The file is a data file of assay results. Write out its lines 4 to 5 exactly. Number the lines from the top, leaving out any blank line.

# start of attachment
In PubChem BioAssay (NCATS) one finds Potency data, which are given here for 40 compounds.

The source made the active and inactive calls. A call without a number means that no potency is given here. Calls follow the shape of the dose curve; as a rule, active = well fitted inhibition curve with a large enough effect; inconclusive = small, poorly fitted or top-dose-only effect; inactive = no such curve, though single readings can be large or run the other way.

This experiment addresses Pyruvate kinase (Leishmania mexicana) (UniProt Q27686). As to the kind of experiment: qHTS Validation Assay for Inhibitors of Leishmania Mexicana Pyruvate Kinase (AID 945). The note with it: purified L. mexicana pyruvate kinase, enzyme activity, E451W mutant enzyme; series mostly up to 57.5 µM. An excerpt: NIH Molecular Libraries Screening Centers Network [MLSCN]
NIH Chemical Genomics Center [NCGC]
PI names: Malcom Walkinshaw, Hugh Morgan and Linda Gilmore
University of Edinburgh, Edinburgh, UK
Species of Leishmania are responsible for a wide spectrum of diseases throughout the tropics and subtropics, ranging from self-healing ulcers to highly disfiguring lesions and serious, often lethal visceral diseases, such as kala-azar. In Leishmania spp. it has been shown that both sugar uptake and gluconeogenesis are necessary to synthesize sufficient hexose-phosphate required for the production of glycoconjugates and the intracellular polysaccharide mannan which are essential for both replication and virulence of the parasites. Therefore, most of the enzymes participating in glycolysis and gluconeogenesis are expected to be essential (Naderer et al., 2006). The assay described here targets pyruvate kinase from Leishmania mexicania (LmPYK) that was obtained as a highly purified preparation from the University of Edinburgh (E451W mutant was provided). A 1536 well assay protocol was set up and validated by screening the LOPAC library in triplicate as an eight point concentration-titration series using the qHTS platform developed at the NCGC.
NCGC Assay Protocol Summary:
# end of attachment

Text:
NIH Chemical Genomics Center [NCGC]
PI names: Malcom Walkinshaw, Hugh Morgan and Linda Gilmore